Monsoon rains have plagued Pakistan for months and have become yet more intense in recent weeks, causing widespread damage in much of the country, increased by global warming and the melting of glaciers. Millions of people have lost their homes and are being forced to sleep in makeshift shelters, while many health structures are damaged or not functioning. MSF teams are stepping up their support to people affected by the situation and are preparing to intervene quickly in case of outbreaks. Dr Khalid Elsheikh Ahmedana, Deputy operations manager of the Emergency desk, shares the latest update.
What are MSF teams currently doing in response to the floods?
MSF has been present for a long-time in Pakistan, specifically in the provinces of Balochistan, Sind, Punjab and Khyber Pakhtunkhwa. Our teams intervened quickly after the declaration of a state of emergency on 25 August, initially with whatever resources were already at hand: around a thousand people work for MSF in the country but in a natural disaster of this magnitude, that is not much. Initial estimates from international organizations indicate that several million people need humanitarian aid. These figures are obviously to be taken with caution, because it is difficult to have an accurate picture of what is happening across the country. But our teams in the field saw that the needs are immense. They saw villages completely underwater, of which sometimes you can only spot the top of a house. Many people have lost everything and are sleeping in makeshift shelters or tents by the roadside. The situation is not the same in all regions, or even in all our areas of intervention: some towns or villages have been more affected than others. Our colleagues travel to different regions to conduct assessments and start providing care to residents. Our mobile clinics try to bring primary healthcare as close as possible to the people who need it. In addition, logistics teams do their best to provide drinkable water. They also distribute essential goods, such as soap, hygiene products and cooking tools. We hope to be able to quickly send more material and human resources to ramp up our intervention, especially since the situation could worsen if new floods and floods occur, which could happen.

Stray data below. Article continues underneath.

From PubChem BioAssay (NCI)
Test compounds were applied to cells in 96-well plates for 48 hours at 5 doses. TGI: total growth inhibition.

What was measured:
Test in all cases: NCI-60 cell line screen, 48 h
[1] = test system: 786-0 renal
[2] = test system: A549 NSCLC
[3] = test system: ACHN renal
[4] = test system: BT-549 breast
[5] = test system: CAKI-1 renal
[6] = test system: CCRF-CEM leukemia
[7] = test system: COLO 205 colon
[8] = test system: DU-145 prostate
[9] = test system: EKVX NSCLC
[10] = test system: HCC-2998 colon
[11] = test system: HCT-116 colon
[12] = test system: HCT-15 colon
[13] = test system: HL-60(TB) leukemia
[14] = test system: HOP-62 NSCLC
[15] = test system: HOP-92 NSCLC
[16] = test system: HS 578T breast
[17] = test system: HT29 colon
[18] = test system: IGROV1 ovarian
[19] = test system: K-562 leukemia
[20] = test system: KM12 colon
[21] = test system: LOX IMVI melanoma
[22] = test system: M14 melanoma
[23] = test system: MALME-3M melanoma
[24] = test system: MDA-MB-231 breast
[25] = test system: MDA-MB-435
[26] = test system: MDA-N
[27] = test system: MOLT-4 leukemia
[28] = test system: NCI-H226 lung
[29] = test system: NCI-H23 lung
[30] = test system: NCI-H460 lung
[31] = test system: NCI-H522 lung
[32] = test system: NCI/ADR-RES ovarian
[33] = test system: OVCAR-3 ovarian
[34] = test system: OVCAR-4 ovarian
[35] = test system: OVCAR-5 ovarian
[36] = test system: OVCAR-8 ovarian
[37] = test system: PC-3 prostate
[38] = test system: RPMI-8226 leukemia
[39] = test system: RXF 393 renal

What are the main needs of the populations from a medical point of view?
It is too early to draw clear conclusions. Nevertheless, we know that some diseases endemic to Pakistan could spread due to the deterioration of the living conditions and lack of hygiene. Malaria, which is not a waterborne disease strictly speaking, could develop due to stagnant water. Those most at risk are children, who are known to be the main victims of malaria. Dengue fever, also transmitted by mosquito bites, is another endemic disease in Pakistan. There are also cases of severe watery diarrhea, which are a consequence of the floods, because groundwater and more generally water reserves may have been contaminated. Pathogens proliferate in such conditions and if people lack access to safe drinking water and functional latrines, water-borne diseases are likely to spread. MSF teams work to prevent the development of such diseases, by setting up dedicated treatment centers or distributing antimalarials. Special attention must also be paid to people with non-communicable diseases, such as diabetes, because in the absence of functional health structures, they could suffer from a loss of continuity of care. Much depends on more accurate assessments, which our teams are carrying out. For the time being, since the people we meet are mostly displaced people who live in makeshift shelters, one of our priorities is to be able to provide access to drinking water and suitable shelters and to restore better hygienic conditions. These are the most urgent needs.
What can be the long-term consequences of these floods?
The consequences of a natural disaster depend on its magnitude and the number of people affected. Monsoon rains have tripled this year in Pakistan, according to some estimates, and almost a third of this country of 220 million people have been submerged. It is an event of considerable magnitude. We must also take into account the destruction of part of the health system, because many structures are damaged and will take time to rebuild. At this stage we cannot predict anything, but we try to be ready to intervene quickly under different scenarios. These floods are likely to affect the population for months. Part of the agricultural fields, crops and food stocks were destroyed by the floods. For some people in the country, access to food could be a problem for weeks or months to come. Some groups of people are more vulnerable than others, such as pregnant women or children. We have already begun to send therapeutic and nutrient-rich food, which we also use in other areas of intervention. We may or may not need to use it in this context, but it is better to anticipate potential needs, in a situation of this magnitude.